Open-Air Museums Become Widespread in the US

Open-Air Museums Become Widespread in the US

Monday, 16 July, 2018 - 05:30
People walking outside the main entrance of the Museum of Modern Art in Manhattan / Heather Shimmin / Shutterstock, Inc.
New York - Asharq Al-Awsat
If anyone wanted to see Vincent Van Gogh's famous "The Starry Night" painting, he will see a lot more other things at the Museum of Modern Art in New York known as MoMA, such as visitor heads, phone screens, and shoulders from behind.

Tourists may see this painting, yet, it would be no more than putting a "done" mark next to another plan on their trip’s to-do list.

Because the MoMA has become so crowded with tourists, it now invites its visitors to spend a "quiet morning" at the museum starting 7:30 am to avoid crowds.

The museum says: "For these early special-price hours, we encourage visitors to take time to watch leisurely, clear their minds, turn off their phones, and inspire to the rest of the day, or even for the days of next week.”

Commenting on the crowded art museums in Paris, New York and Amsterdam, the Financial Times newspaper reported in January "It would be better for everyone if the number of visitors was reduced or organized, with an expected decent silence from all of us."

Glenstone Museum in Potomac, Maryland, located at about an hour from Washington DC, took these feelings into consideration when designing its ideal building.

On the hill behind the entrance stands a statue of a dinosaur sculpted by Jeff Koons, followed by another statue by Richard Serra.

The museum curators feel that art, as well as those who enjoy watching it, should have the opportunity to smell fresh air.

Although the access to the Glenston Museum is free, reservations must be made in advance and early on its website. The aim is to provide a "quiet, non-crowded" atmosphere to enjoy the art, architecture and landscape surrounding the place.

According to the German News Agency, the "art close to the garden" concept is not an American invention. In Germany, for example, there are the Waldfrieden sculptures garden in Wuppertal and the Buchheim Museum on the Starnberger Lake which are a combination of outdoor art, architecture and nature.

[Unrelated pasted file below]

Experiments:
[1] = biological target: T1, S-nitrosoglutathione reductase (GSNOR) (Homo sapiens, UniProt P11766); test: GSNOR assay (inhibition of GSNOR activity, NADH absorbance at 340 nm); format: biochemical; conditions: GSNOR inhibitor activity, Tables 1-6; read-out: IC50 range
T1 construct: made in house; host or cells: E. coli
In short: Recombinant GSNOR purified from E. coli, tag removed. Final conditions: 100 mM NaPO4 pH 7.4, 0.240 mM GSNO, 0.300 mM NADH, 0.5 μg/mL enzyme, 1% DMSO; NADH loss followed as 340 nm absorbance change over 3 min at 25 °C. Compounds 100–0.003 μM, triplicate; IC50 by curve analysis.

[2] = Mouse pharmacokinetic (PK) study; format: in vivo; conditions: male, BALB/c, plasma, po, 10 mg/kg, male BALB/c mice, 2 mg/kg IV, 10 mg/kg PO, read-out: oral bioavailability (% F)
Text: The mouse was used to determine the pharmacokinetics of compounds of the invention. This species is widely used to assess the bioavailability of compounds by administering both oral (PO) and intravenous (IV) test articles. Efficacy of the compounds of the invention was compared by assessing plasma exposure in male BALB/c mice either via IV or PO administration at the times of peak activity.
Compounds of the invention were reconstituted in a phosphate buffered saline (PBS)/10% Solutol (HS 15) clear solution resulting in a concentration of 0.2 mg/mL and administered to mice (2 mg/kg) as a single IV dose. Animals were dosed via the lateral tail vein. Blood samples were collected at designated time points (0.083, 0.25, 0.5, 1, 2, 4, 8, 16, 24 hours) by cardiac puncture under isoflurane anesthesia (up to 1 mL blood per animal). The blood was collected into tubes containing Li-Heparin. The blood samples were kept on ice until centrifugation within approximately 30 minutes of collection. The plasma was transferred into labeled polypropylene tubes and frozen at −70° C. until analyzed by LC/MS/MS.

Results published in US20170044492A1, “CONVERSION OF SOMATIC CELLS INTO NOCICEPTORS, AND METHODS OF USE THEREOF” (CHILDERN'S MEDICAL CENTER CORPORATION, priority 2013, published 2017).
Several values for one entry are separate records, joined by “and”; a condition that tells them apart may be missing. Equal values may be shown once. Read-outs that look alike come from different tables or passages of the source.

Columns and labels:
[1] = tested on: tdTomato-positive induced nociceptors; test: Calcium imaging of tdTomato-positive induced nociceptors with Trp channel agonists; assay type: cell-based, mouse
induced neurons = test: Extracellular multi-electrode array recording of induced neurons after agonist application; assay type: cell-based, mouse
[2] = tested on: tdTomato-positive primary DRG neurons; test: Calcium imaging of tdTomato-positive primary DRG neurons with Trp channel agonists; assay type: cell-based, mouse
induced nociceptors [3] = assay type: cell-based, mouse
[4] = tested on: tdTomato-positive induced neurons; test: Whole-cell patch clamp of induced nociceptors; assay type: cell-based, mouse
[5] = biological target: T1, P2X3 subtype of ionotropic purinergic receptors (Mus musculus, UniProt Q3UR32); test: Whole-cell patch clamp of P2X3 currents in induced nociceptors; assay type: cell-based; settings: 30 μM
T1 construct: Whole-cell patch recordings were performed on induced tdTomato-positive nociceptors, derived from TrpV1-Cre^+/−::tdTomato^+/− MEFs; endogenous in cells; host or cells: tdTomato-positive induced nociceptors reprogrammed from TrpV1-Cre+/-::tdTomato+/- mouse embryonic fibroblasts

However, in the United States, this vast country, art takes on a new dimension in open air.

For instance, there is the Storm King Art Center, which extends on an area that equals about 280 football fields. Over the past 50 years, works by more than 80 artists such as Alexander Calder, Sol LeWitt, Roy Lichtenstein and Nam June Paik have been exhibited, among others, in the middle of landscapes like of flowered hills and meadows.

The Storm King Center is about an hour drive north of New York City and has marked a place among the world's largest sculpture gardens.

If you keep driving north along the Hudson River, you will reach the town of Beacon, to a brick factory, where the Nabisco maker once made boxes for his products. The building now houses the Dia Art Museum.

In the spacious, light-flooded rooms, you can enjoy the grandeur of modern and contemporary art, watching the works of Walter de Maria, Dan Flavin, Gerhard Richter and Bruce Nauman.

Going deeper into the Northeast, the Massachusetts Museum of Contemporary Art (Mass MoCA) attracts visitors who come to see works of artists such as Anselm Kiefer and Joseph Beuys.

Mass MoCA and some 100 other museums participated in April's in an event dubbed "Slow Art Day" to promote quieter and slower meditation at exhibitions.

The goal was to give visitors 10 minutes to see only five works of art, compared to the average of the standard time of 15 to 30 seconds, then, visitors discuss what they saw in the works of art.

Many tourists who are restricted by a tight schedule may find that a full-day trip takes a very long time.

They might come out with a lasting impression of 30 works of art that they had to make an effort to watch, better than walking fast among 300 great paintings.

At the Glenstone Museum, special emphasis is given to the outdoor experience, with tours organized in the surrounding forest.

Spokesperson Emily Grebenstein says: “We do not think there is anything similar in the United States.”

In an outdoor tour, Elijah Mejeski explains that clay houses were made by the landscape artist Andy Goldsworthy, but also tells that this land was once a farm of sheep.

In October, the Glenstone Museum will be expanded to include an artificial lake, with further plans to set up lounges and a picnic area. The most radical example of outdoor art in the United States is Crystal Bridges.

Alice Walton, the heir to Walmart, one of the richest women in the country, with a fortune of $40 billion, has built a complex of art museum, forests, sculpture gardens and fountains in an unknown location in southern Arkansas. To find it, look for the city of Bentonville, with a population of 47,000.

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